The Company follows Accounting Standards Codification subtopic 740-10, Income Taxes (“ASC 740-10”) for recording the provision for income taxes. Deferred tax assets and liabilities are computed based upon the difference between the financial statement and income tax basis of assets and liabilities using the enacted marginal tax rate applicable when the related asset or liability is expected to be realized or settled. Deferred income tax expenses or benefits are based on the changes in the asset or liability during each period. If available evidence suggests that it is more likely than not that some portion or all of the deferred tax assets will not be realized, a valuation allowance is required to reduce the deferred tax assets to the amount that is more likely than not to be realized. Future changes in such valuation allowance are included in the provision for deferred income taxes in the period of change. Deferred income taxes may arise from temporary differences resulting from income and expense items reported for financial accounting and tax purposes in different periods.
The Company capitalizes certain initial asset costs in connection with patent applications including registration, documentation and other professional fees associated with the application. Patent costs incurred prior to the Company’s U.S. Food and Drug Administration (“FDA”) 510 (k) application on March 28, 2018 were charged to research and development expense as incurred. Commencing upon first in-man trials on February 18 and 19, 2019, capitalized costs are amortized to expense using the straight-line method over the lesser of the legal patent term or the estimated life of the product of 20 years. During the three and six months ended June 30, 2019, the Company recorded amortization of $4,710 and $6,073 to current period operations, respectively.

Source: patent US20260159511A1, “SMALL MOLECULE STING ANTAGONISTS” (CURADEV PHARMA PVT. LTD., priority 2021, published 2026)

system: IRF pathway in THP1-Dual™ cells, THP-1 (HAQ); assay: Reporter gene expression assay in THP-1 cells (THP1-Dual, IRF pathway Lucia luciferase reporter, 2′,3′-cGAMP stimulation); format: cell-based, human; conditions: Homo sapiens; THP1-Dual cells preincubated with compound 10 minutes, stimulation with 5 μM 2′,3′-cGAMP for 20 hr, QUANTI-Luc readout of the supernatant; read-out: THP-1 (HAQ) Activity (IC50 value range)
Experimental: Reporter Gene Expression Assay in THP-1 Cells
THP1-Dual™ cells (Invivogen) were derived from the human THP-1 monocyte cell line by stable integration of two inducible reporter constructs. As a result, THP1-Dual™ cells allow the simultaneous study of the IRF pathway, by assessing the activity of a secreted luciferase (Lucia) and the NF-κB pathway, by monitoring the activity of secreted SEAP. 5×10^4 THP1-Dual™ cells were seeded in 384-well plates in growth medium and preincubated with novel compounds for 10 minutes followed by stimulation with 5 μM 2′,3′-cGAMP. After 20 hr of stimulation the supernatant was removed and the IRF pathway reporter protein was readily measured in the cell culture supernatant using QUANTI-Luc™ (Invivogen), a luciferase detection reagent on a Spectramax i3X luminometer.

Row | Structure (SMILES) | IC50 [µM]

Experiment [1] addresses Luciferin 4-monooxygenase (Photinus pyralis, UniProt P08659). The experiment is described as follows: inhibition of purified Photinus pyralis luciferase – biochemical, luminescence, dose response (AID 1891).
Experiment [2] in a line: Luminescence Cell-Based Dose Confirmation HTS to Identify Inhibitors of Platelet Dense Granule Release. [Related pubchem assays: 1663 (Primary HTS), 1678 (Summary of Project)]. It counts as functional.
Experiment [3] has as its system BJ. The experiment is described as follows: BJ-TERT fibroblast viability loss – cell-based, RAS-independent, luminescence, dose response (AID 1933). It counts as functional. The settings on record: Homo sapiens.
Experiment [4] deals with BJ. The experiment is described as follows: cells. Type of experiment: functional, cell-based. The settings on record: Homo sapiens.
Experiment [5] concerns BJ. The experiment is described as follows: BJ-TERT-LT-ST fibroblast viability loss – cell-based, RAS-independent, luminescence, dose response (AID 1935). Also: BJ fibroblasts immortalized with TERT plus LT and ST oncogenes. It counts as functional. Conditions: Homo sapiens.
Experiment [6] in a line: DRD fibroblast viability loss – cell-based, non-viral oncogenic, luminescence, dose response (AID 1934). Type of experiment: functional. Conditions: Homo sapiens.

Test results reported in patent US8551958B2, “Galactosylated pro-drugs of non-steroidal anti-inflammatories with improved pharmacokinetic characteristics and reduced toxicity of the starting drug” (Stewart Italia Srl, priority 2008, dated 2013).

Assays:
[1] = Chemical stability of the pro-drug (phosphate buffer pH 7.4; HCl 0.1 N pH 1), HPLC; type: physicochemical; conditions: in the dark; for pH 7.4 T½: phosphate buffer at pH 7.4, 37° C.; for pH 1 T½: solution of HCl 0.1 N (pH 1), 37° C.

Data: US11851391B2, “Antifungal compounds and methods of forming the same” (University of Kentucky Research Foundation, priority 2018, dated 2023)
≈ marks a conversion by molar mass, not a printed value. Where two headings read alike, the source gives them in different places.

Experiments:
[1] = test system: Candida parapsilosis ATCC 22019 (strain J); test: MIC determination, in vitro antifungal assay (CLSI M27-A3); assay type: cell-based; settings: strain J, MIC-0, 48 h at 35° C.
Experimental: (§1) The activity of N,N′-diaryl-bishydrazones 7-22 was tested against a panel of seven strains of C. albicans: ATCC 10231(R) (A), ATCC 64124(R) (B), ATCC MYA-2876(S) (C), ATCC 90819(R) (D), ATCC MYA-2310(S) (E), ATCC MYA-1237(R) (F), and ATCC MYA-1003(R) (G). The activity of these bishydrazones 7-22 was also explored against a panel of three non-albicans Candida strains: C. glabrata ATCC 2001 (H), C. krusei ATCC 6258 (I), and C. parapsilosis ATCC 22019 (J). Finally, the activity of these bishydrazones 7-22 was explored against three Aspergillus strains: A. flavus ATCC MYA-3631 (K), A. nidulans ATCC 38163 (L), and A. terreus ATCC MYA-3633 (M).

On March 12, 2019, in connection with the Company’s Private Placement of common stock, the Company also agreed on or prior the date that is 45 calendar days after the closing date of the Private Placement, the Company will be required to use commercially reasonable efforts to prepare and file a registration statement on Form S-3 or Form S-1 with the Securities and Exchange Commission (the “SEC”) covering the resale of the common shares. The Company is additionally required to use its commercially reasonable efforts to cause such registration statement to be declared effective by the SEC as soon as practicable thereafter. All expenses related to the filing of such registration statement, including legal fees, will be borne by the Company. On May 31, 2019, the Company filed the required registration statement and on June 24, 2019 was declared effective. The Company has estimated the liability under the registration rights agreement at $-0- as of June 30, 2019.
Adoption of Accounting Standards